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MORE people in Britain are out of work than for many years.
In addition to those whose unemployed status is recorded in official statistics, there are untold thousands existing on reduced furlough pay and waiting on that moment when Chancellor Rishi Sunak threatens to end the furlough subsidy to employers.
The TUC has called for the government to extend the furlough scheme to the end of the year.
The pressure from employers to scale back the lockdown just as soon as the infection rate is reduced and the death rate levels off is a classic illustration of the way in which the drive to maintain profits is the most powerful obstacle to reason and science in the formulation of public policy.
A varying rate of unemployment is a constant feature of capitalism that is temporarily obscured by the emergency measures that the pandemic imposes.
Where the employers in normal times use the reserve army of labour to put pressure on wage they today use the coronavirus crisis with equal unscrupulousness.
There is no way out of the economic problems Britain faces — either the systemic problems which arise from our lopsided and parasitic system of financialised capitalism or the new problems which the erratic public health policies of this government has created — without a substantial rise in purchasing power for millions.
The STUC call for the Scottish government to meet public-sector pay claims sets a good example, as does Unison’s call for a £2,000 pay increase for health workers.
The ability for workers to win better pay is indissolubly linked to the battle to secure and defend workers’ rights, and these demands are a perfect fit for the call by a dozen union leaders for Parliament not to undermine them.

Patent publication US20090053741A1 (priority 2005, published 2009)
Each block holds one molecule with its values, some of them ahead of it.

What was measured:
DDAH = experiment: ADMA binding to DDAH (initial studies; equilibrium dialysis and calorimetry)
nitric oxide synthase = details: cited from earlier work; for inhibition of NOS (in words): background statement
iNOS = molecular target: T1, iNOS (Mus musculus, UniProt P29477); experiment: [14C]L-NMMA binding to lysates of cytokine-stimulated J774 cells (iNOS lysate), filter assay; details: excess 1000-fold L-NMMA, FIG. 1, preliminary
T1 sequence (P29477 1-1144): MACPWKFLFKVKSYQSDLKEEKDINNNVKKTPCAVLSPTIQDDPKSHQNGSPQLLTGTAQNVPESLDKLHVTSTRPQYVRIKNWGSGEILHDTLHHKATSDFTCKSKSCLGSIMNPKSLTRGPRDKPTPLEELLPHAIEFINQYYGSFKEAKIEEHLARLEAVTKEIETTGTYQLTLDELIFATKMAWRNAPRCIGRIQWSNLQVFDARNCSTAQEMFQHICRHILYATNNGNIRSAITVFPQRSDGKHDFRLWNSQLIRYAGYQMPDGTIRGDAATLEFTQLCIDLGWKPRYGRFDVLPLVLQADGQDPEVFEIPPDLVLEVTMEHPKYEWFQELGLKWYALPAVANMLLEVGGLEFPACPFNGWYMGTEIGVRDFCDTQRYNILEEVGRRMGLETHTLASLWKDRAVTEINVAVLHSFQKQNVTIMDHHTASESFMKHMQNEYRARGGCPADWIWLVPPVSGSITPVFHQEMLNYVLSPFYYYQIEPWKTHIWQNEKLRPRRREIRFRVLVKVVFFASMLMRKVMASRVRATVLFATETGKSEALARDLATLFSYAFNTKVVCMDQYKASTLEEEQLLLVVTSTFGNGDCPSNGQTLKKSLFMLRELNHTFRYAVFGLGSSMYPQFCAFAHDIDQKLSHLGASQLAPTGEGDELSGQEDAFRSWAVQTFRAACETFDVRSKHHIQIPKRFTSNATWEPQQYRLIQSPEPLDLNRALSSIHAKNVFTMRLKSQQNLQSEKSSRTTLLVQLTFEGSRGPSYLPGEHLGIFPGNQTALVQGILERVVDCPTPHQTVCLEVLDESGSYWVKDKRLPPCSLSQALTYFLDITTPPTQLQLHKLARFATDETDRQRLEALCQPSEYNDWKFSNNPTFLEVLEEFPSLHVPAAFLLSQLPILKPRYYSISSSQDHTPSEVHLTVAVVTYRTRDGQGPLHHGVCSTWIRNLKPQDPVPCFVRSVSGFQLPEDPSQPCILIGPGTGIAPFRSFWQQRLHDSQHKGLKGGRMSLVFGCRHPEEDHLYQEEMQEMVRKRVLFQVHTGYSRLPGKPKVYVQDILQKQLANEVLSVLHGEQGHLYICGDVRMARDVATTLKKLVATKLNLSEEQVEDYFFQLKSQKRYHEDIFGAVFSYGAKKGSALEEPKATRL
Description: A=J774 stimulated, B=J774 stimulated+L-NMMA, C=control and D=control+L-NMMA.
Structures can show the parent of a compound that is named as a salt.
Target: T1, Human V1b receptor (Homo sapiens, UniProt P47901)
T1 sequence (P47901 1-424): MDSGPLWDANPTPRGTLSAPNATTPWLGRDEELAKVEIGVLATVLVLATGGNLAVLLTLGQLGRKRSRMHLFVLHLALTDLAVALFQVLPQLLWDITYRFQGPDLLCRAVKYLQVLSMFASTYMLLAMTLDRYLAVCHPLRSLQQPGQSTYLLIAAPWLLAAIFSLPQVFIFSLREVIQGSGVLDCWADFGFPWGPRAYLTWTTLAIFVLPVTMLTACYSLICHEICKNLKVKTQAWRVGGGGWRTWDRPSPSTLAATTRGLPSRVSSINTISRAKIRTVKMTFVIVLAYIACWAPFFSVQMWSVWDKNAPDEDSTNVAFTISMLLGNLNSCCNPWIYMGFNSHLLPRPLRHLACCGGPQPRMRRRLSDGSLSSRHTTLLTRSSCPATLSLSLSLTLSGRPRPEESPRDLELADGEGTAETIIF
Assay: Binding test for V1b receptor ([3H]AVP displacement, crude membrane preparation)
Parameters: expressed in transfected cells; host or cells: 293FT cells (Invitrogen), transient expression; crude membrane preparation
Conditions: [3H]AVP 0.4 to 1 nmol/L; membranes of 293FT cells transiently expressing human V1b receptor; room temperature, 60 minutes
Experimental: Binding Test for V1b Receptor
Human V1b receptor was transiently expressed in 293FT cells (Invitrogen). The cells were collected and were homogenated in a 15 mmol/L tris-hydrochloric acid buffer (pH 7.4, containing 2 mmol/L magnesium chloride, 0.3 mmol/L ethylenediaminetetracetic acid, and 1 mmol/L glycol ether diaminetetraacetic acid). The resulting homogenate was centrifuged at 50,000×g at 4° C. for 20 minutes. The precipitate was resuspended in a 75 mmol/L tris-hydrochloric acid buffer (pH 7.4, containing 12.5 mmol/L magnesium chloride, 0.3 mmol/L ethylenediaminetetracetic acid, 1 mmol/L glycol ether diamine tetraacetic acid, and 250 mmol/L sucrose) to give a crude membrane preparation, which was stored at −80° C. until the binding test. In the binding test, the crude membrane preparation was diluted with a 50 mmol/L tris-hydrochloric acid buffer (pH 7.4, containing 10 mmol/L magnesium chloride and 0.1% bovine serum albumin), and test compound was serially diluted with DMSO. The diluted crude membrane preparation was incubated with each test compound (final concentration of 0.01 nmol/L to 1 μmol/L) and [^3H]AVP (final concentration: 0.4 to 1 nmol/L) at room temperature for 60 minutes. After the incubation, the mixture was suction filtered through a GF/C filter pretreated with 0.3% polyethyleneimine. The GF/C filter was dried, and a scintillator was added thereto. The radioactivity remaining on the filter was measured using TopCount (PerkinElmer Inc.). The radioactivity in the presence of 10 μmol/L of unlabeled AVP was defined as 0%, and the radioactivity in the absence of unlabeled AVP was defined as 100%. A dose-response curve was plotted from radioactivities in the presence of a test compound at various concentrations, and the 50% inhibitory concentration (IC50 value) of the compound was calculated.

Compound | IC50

The right wing of the labour movement attempts to construct a narrative to suggest that the biggest threat to rights at work and the power of workers to organise arises from Britain leaving the EU.
It is undoubtedly true that this Tory government is preparing an assault on workers’ rights that already are gravely weakened by the neoliberal polices adopted by the EU which, in the words of the Institute for Employment Rights, “have disempowered workers across the bloc.”
It is our common understanding that the privatisation of public services, European Court of Justice decisions that favoured employers, and the dismantling of collective bargaining have lowered pay rates throughout the EU.
It was precisely within the EU framework that Margaret Thatcher’s assault on employment rights proceeded, with New Labour under Tony Blair and Gordon Brown failing to redeem its pledge to repeal her laws.
Imprisoned in the myths it has created about the EU, Labour under its present leadership has put itself in the ridiculous position of arguing for the retention of the 48-hour limit on working time, rather than demanding a reduction in working hours.
This much-vaunted EU Working Time Directive required member states to guarantee workers a limit of an average working time for each seven-day period not exceeding 48 hours, including overtime.
How far we have come. In 1864 the First International meeting in London adopted the demand of an eight-hour day, arguing that “the legal limitation of the working day is a preliminary condition without which all further attempts at improvements and emancipation of the working class must prove abortive.”
Fast forward to September 2019 when Labour’s shadow chancellor John McDonnell argued for an average full-time working week of 32 hours within 10 years.
According to Eurostat, British workers labour an average of 42.5 hours a week.
We cannot outsource the defence of our rights. The emancipation of the workers is a task for the workers alone.
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